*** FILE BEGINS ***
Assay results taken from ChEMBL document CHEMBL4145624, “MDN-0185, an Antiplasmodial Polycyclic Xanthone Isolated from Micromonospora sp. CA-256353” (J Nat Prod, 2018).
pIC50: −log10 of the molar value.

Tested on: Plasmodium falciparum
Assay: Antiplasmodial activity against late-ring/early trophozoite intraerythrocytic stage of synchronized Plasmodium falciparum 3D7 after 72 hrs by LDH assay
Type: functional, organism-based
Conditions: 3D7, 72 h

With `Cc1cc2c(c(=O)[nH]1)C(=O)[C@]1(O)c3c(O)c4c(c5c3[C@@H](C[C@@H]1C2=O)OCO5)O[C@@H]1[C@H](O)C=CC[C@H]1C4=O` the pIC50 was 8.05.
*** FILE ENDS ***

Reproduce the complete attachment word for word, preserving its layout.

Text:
Assay results taken from ChEMBL document CHEMBL4145624, “MDN-0185, an Antiplasmodial Polycyclic Xanthone Isolated from Micromonospora sp. CA-256353” (J Nat Prod, 2018).
pIC50: −log10 of the molar value.

Tested on: Plasmodium falciparum
Assay: Antiplasmodial activity against late-ring/early trophozoite intraerythrocytic stage of synchronized Plasmodium falciparum 3D7 after 72 hrs by LDH assay
Type: functional, organism-based
Conditions: 3D7, 72 h

With `Cc1cc2c(c(=O)[nH]1)C(=O)[C@]1(O)c3c(O)c4c(c5c3[C@@H](C[C@@H]1C2=O)OCO5)O[C@@H]1[C@H](O)C=CC[C@H]1C4=O` the pIC50 was 8.05.